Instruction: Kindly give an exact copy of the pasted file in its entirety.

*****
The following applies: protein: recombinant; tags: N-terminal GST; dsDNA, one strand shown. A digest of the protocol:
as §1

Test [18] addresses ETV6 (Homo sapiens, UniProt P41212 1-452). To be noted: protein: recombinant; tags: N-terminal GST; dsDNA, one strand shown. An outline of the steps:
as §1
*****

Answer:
The following applies: protein: recombinant; tags: N-terminal GST; dsDNA, one strand shown. A digest of the protocol:
as §1

Test [18] addresses ETV6 (Homo sapiens, UniProt P41212 1-452). To be noted: protein: recombinant; tags: N-terminal GST; dsDNA, one strand shown. An outline of the steps:
as §1